In 2014, the LGBTQ community rallied around students at Duke Divinity School after former Dean Richard Hays warned incoming students that under the rules of the United Methodist Church openly gay individuals would not be ordained and gay marriage is not accepted. Though Dean Hays is long gone, some students continue to voice discontent. During the state-of-the-school speech last month, Dean Elaine Heath was interrupted by LGBTQ students carrying bullhorns and chanting “I am somebody, and I won’t be stopped by nobody.”
Before the University of North Carolina at Greensboro was a thriving liberal arts school filled with rich and diverse voices, it was Woman’s College. When JoAnne Drane stepped foot on the campus in 1956, the school was one of the largest women’s colleges in the country, but it was far from diverse. In fact, she was one of the first two black students.
As the Trump administration continues to chip away at Obamacare, many public health practitioners are left wondering how the changes will affect their clients. The statewide sexual health non-profit Shift NC has voiced particular concerns about how the administration’s policies could affect underserved teens and adolescents.
There have been more than 10 school shootings in the country so far this year. As the gun debate rages on Capitol Hill, students around the country have taken things into their own hands staging walkouts and protests.
Donald van der Vaart was North Carolina’s top environmental official under former Gov. Pat McCrory. When Gov. Roy Cooper took office, Van der Vaart demoted himself and was later placed on suspension after writing a controversial opinion piece in an environmental law journal. However, he recently reemerged as a candidate for President Trump's Council on Environmental Quality.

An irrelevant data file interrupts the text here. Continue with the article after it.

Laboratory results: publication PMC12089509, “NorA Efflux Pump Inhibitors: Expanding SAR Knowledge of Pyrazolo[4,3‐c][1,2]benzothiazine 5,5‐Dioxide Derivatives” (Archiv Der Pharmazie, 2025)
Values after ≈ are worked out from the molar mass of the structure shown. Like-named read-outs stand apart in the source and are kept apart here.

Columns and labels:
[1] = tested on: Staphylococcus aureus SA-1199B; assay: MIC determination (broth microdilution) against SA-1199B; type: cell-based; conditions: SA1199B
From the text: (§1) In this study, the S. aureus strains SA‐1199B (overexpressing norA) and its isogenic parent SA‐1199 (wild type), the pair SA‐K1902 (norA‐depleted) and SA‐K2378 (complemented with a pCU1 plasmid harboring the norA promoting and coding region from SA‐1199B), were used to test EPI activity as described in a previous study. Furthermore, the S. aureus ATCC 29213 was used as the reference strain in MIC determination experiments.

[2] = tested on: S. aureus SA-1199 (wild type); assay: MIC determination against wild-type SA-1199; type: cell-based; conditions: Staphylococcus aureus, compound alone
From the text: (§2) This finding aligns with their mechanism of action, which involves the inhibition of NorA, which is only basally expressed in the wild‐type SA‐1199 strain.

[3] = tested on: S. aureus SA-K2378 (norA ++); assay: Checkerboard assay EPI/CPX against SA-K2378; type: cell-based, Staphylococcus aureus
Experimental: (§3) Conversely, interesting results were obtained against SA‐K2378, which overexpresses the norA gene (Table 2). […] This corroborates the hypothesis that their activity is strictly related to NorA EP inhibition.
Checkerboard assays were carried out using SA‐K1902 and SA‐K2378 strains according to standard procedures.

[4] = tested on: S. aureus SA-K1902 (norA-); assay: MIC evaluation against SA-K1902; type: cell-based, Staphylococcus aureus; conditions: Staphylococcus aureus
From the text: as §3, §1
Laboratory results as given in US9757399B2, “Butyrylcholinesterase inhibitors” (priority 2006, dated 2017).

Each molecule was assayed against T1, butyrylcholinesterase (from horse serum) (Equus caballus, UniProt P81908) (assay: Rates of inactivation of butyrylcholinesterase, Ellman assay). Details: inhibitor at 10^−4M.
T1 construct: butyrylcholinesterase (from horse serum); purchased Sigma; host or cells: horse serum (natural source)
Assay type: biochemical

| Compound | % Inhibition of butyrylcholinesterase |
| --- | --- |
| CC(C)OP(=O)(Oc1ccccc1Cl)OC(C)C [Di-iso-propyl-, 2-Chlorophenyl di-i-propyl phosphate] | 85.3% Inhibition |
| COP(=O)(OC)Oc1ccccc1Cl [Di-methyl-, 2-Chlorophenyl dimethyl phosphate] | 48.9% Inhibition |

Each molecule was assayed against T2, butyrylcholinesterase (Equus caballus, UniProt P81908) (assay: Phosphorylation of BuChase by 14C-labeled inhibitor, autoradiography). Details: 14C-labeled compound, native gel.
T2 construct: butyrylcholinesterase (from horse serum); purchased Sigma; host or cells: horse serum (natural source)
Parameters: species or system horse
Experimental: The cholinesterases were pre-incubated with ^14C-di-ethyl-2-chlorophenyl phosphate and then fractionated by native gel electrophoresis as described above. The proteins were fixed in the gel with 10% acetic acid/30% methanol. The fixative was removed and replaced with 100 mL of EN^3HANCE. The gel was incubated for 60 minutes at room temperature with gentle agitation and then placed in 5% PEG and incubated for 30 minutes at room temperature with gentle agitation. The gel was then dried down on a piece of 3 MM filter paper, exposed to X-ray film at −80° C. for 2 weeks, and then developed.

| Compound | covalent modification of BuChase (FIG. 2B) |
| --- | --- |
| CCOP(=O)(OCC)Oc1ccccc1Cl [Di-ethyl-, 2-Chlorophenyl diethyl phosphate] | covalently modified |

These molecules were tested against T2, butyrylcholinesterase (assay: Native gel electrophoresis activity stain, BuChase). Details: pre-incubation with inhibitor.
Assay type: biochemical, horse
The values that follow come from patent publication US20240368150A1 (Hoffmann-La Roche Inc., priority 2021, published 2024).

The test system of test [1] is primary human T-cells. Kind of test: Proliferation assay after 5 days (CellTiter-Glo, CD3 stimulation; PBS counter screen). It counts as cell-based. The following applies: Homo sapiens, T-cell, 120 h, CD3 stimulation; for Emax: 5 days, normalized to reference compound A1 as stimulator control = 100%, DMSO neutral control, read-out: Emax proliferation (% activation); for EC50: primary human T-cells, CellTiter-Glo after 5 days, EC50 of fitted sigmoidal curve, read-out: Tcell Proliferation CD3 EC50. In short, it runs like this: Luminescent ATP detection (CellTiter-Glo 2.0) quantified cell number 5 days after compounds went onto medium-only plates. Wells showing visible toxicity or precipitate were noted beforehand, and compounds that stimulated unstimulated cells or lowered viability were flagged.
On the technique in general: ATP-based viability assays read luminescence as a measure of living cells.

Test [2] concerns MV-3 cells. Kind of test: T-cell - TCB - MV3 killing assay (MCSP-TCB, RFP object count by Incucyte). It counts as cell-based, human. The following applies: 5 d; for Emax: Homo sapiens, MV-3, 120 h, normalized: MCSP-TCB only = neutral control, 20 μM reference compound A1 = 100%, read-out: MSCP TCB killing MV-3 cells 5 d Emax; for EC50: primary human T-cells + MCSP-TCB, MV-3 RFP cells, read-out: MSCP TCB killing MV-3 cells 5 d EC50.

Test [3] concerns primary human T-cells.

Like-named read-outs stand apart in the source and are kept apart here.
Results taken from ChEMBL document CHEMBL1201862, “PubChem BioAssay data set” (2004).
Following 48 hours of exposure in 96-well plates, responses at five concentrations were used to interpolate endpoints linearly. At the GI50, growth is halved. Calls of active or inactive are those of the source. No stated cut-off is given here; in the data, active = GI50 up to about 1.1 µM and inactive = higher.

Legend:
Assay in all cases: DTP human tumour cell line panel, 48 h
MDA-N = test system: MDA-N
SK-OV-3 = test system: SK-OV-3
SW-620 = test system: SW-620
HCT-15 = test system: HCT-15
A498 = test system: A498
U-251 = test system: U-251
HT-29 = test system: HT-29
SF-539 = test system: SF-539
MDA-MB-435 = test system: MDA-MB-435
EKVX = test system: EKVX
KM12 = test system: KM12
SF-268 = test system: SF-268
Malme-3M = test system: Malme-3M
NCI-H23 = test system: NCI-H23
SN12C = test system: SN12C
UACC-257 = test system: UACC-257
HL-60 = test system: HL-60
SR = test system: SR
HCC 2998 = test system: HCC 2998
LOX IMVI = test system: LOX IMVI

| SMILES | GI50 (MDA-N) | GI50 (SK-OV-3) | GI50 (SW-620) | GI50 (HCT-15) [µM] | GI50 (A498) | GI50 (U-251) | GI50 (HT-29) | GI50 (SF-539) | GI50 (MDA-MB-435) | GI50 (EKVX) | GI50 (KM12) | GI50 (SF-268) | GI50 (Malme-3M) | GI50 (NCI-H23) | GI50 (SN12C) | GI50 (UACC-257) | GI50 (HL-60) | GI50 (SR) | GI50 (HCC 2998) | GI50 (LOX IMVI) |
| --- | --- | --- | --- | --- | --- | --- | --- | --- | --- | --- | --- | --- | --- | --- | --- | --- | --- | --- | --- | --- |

In the late ‘40s, Billy Graham’s crusades filled tents, and his showmanship quickly evolved into what would become televangelism. Graham earned the title “America’s Pastor,” and his sermons reached countless millions in close to 200 countries.
Weeks before the release of "Black Panther," presale tickets were on course to outsell all other superhero movies. It was one of the most tweeted about movies of 2017, despite not having a release date until February of this year. Host Frank Stasio takes a look at the buzz behind the movie with comic book aficionados and scholars.
A conversation about ‘Black Panther’: The Movie, The Madness, The Movement with Arkham Comix book store owner Bill Young, superfan Victor Lawe, playwright and author Howard Craft, and professor and author Adilifu Nama.
Each Memorial Day weekend hundreds of thousands of African-American motorcyclists gather at Myrtle Beach for what is affectionately called “Black Bike Week.” The event brings in more than $40 million to the greater Myrtle Beach area.
Rolonda Watts began her career as a reporter for WFMY News in Greensboro, North Carolina. She moved on from there to New York City, where she is remembered as the local news anchor during the “Today” show.
The North Carolina General Assembly passed legislation last summer aimed at preventing violence during police stops. House Bill 21 instructed that the Department of Motor Vehicles update the driver’s license handbook to include updated guidelines for behavior during a police stop.